I advocate open publication of the results of research and openly publish my own writings (for what they may be worth). A great many academics now likewise argue for the public to have open access to their work. Below, I seek to explain why open access to research is so important to us all.
The public, through taxes, directly funds much of the research done by universities; it is only right and proper, therefore, that the public should have ready access to the results of such research. Other research done by universities may be funded by business: in so far as it is used as the basis for granting qualifications to researchers, or promoting them as public employees, the public's interest in the fairness and propriety of such consequences argues for the public to be able to scrutinise the research that's used to justify them.
Even where research done at universities is not covered by these cases, the public has just cause to better trust those universities that insist that the research done under their auspices is accessible to the widest possible audience; while there may be just cause to compromise on that to some modest degree when collaborating with other researchers, e.g. in industry, universities should push for the best deal they justly can and, in particular, should be very unwilling to embark on such collaborations without a contractual guarantee of some definite minimum time-period, from completion or cessation of the partnership, after which they may publish their researchers' account of the research they have participated in.
Regulatory authorities – such as those who control the market in drugs – base decisions on research: where (e.g. in any democracy) such authorities purport to act on behalf of the public, the research on which they base their decisions should properly be available for the public to scrutinise, alongside the regulators' explanation of their decisions (that carry the force of law). When businesses claim that their products have particular beneficial effects, advantages relative to their competitors or other objectively measurable properties, they should properly be obliged to back up such claims with (independently) peer-reviewed research which should be available for the public to scrutinise so as to assess the legitimacy of such claims. Without such guarantees, sponsors of research can create distorted impressions of the results of research, as outlined below.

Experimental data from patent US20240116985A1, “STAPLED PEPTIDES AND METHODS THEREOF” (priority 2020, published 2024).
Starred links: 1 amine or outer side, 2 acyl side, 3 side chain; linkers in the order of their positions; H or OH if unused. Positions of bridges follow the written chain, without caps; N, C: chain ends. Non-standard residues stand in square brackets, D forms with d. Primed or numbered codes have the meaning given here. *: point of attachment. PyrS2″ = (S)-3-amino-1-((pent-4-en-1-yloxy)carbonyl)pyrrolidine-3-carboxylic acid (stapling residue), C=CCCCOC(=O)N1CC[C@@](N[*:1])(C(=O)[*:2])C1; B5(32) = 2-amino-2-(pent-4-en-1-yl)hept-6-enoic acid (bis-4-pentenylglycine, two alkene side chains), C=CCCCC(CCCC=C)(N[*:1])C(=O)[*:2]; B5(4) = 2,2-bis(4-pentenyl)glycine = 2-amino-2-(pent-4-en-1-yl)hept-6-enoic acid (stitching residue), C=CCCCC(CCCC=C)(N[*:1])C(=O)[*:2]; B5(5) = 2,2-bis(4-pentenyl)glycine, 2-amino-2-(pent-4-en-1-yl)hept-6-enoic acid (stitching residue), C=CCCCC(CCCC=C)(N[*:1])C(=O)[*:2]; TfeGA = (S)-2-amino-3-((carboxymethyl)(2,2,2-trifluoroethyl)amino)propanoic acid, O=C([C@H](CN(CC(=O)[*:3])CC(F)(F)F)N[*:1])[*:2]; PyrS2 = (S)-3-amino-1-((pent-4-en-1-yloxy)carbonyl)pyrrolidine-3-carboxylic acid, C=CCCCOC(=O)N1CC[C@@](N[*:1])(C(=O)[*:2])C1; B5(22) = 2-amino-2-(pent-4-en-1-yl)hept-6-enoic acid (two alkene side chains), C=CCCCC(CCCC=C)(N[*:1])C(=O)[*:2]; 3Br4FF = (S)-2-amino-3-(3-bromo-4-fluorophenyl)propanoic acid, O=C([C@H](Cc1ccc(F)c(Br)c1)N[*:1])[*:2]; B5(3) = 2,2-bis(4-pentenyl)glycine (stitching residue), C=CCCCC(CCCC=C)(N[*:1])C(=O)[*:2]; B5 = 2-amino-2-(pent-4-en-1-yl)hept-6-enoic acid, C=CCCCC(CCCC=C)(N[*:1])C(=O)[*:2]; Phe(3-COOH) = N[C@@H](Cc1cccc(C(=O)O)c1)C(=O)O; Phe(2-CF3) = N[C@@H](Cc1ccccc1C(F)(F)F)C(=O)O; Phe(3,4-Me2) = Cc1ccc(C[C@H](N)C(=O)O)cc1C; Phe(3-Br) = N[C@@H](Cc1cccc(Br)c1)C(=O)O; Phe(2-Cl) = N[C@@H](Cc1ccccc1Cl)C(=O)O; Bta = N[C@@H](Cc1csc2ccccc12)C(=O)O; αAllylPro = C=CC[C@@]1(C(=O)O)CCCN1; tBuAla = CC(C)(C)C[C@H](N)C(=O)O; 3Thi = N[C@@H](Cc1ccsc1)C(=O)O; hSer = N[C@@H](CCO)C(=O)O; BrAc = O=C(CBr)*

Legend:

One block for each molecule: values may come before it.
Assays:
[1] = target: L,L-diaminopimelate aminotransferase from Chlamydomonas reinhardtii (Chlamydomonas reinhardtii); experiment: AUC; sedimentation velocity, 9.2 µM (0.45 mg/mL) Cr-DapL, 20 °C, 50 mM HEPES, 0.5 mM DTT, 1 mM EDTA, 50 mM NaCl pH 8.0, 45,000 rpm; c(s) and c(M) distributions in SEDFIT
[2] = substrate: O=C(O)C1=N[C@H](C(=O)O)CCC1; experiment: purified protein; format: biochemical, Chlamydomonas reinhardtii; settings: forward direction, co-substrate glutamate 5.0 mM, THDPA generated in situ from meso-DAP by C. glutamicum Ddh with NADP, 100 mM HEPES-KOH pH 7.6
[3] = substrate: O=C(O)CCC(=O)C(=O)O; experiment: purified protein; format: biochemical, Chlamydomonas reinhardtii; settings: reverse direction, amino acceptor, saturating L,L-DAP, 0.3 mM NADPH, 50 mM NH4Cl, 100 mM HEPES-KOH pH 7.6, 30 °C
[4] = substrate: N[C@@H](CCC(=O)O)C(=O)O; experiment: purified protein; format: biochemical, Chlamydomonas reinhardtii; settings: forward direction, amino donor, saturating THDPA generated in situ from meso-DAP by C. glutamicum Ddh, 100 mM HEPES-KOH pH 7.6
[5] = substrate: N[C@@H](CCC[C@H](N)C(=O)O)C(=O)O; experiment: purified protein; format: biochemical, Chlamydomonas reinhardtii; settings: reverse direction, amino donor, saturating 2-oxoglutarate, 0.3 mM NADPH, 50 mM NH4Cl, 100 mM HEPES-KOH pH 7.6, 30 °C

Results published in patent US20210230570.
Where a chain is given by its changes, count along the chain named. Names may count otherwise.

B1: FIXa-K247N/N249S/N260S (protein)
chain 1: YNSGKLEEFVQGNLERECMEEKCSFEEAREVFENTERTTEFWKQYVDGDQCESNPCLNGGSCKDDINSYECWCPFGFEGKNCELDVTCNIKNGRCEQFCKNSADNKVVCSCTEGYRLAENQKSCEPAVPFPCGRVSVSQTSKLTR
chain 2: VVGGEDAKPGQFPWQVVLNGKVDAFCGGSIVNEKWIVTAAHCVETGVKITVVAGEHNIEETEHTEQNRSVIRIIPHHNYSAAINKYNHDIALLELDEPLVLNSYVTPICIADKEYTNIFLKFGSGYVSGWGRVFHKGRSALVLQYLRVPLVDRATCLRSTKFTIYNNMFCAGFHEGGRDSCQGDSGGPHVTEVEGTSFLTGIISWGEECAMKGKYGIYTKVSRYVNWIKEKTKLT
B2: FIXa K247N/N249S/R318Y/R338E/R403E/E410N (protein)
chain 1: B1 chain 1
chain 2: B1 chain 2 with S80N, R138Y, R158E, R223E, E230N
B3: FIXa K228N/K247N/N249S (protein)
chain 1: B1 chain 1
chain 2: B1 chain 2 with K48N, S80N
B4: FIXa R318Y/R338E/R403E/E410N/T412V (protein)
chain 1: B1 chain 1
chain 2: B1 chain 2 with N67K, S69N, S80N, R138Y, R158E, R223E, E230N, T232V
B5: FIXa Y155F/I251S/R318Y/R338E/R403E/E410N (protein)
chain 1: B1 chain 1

There are, it must be granted, legitimate grounds why a business may wish to conduct research out of the public gaze; principally, where they do so in order to develop better products and services, that their competitors shall doubtless seek to emulate in due course. Allowing them to keep their research to themselves allows them to gain a first-mover advantage (and, where applicable, to apply for patents on the fruits of their labour) which enables them to afford to do such research. In so far as research does yield products and services which are genuinely better for the public, it is naturally in the public's interests to allow such private research. Yet, even in such a case, once the business does chose (if ever) to publish the results of such research (e.g. as part of making the publc aware of the new and better products and services), both its own and the public's interest is best served by the public having full access to the results of that research.
Public access to research results, furthermore, enables educated folk to pursue private research which enables them to make contributions that academia and corporate research might miss. While this might only seldom be important, contributions from those not actually employed to do research – such as Albert Einstein in 1905, when he did some of his most important work – are also valuable to the progress of science.